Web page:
From left are Antony Ginnane, Sue Maslin, Clare Gandy, Lori Flekser, and Anthony Grundy.

The group behind the Australian Feature Film Summit (AFFS) has outlined its next steps following a series of meetings and events across the past year.

An AFFS Prism roundtable discussion earlier this month concluded a schedule that began last October with virtually and continued in May with a hybrid forum.

More than 1,000 delegates attended the sessions, which were aimed at growing the success of the Australian feature film sector.

The Prism event in June was facilitated by Simon Longstaff, executive director of The Ethics Centre and explored the audience and business case for Australian feature films by teasing out several ‘What if’ scenarios. It also interrogated at new strategies in relation to the business models currently intersecting theatrical production, distribution, and exhibition.

Moving forward, the AFFS plans to continue to bring exhibitors together with producers for a range of in-person and online forums aimed at increasing producers’ understanding of exhibition and cinema programming.

The Prism roundtable discussion.

There is also plans to make the Road Test pitching forum – in which 10 producers tested a feature concept with an exhibitor panel – a regular calendar event to coincide with the Australian International Movie Convention (AIMC) and the ICA (Independent Cinemas Australia) Conference.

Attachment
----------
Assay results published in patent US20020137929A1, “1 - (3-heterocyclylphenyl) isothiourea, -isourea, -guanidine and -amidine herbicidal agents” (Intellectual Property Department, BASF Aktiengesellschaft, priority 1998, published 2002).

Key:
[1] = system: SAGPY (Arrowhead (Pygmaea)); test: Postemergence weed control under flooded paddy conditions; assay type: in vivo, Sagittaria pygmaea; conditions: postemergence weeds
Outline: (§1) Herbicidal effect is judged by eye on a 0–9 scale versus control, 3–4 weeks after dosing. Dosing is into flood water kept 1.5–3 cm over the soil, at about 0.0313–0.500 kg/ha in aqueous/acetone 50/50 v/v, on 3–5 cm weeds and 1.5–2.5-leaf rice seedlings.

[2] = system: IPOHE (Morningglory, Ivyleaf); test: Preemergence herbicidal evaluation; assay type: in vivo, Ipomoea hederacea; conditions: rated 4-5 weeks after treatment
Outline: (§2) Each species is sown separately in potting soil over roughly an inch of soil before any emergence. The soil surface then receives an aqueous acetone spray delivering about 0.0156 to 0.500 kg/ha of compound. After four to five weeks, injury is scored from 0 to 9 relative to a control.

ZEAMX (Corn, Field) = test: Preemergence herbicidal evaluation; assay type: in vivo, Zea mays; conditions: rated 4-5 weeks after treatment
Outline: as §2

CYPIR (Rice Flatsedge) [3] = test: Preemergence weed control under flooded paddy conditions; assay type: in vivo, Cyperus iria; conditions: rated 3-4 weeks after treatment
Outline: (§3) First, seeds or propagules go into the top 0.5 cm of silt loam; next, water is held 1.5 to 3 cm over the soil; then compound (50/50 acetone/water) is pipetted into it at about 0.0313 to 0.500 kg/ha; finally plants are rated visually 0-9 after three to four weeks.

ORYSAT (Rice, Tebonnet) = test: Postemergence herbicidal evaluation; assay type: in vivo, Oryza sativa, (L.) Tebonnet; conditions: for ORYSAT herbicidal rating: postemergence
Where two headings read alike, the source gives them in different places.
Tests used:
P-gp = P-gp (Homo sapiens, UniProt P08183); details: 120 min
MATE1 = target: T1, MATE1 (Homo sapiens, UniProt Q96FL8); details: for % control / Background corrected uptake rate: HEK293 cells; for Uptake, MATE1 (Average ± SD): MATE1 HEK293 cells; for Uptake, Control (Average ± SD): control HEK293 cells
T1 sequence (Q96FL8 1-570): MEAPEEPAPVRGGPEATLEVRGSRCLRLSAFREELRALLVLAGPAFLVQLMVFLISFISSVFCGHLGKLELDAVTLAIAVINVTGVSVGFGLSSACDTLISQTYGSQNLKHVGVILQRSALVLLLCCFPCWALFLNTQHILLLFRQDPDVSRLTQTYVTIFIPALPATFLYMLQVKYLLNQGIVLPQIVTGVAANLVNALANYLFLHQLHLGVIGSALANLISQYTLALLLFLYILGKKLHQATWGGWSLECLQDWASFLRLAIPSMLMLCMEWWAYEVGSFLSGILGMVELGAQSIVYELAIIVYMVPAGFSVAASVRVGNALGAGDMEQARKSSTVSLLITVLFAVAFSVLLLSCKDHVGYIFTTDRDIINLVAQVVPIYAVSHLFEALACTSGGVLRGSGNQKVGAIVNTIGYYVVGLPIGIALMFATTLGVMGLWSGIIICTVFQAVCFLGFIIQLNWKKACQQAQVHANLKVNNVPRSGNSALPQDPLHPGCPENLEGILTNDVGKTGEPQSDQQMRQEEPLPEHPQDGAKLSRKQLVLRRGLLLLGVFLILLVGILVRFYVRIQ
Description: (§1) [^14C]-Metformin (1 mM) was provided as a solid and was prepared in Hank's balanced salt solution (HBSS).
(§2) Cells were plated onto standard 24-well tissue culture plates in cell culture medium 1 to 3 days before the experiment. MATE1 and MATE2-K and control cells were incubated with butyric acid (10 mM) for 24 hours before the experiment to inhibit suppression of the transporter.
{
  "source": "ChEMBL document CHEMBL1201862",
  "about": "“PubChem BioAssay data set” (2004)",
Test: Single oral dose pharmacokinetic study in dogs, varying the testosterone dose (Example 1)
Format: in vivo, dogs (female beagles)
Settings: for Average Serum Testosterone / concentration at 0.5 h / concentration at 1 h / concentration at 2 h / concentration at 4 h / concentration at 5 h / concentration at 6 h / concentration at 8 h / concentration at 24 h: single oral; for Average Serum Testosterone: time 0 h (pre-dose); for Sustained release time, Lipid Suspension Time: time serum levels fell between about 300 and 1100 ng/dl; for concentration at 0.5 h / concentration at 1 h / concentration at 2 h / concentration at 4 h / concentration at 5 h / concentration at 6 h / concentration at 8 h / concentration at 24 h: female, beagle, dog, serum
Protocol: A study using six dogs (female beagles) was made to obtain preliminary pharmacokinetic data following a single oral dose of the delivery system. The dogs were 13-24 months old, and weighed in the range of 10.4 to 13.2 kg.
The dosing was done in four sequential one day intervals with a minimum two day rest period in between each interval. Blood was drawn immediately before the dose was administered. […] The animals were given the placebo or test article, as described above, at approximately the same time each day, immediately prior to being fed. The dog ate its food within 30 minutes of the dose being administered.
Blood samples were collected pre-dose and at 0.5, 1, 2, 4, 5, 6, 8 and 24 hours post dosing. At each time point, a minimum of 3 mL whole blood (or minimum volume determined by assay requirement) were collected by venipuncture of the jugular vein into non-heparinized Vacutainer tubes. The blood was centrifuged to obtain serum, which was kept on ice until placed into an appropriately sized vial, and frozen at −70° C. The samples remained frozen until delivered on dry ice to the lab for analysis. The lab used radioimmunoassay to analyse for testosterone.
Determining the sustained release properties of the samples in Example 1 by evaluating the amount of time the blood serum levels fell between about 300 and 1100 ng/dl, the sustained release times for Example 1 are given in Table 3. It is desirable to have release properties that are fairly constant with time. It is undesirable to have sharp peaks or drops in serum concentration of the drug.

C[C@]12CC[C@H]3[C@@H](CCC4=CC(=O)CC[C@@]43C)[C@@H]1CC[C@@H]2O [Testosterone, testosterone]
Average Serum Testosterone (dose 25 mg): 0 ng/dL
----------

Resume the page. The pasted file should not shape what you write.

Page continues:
The top three producers from this year’s initiative have been invited to participate at the upcoming MIFF 37 South Market.

Of the other outcomes from the summit, the AFFS has established a taskforce to look at creating a national database offering core audience insights and has plans to launch a marketing taskforce to review how the industry can work together more strategically to support Australian theatrical releases.

Further, the Australian Feature Film Group will contribute a submission to the National Cultural Policy.

AFFS director Sue Maslin said the summit had been a “game changer” on a number of fronts.

The Australian Feature Film Summit.

“[The AFFS] brought all players involved in connecting screen ideas to theatrical audiences into the same room for the first time in many decades,” she said.

“It demonstrated that cinema still matters and that everyone benefits from great Australian film releases.

“We need more of these, not less – but ‘good’ is no longer enough. The films need to be ‘great’ to attract audiences to the theatrical space.

“It has closed the loop between exhibition and production and invited exhibitors to join distributors and screen agencies in playing a role in determining what is ‘theatrical’.”

Summit convenor Gino Munari said the discussions had demonstrated the industry’s willingness to work together.

“While it may be an understatement to say that there are many diverse perspectives on the solutions, everyone involved in the Australian Feature Film Summit can agree on the need for action to ensure the success of the Australian feature film industry
going forward,” he said.

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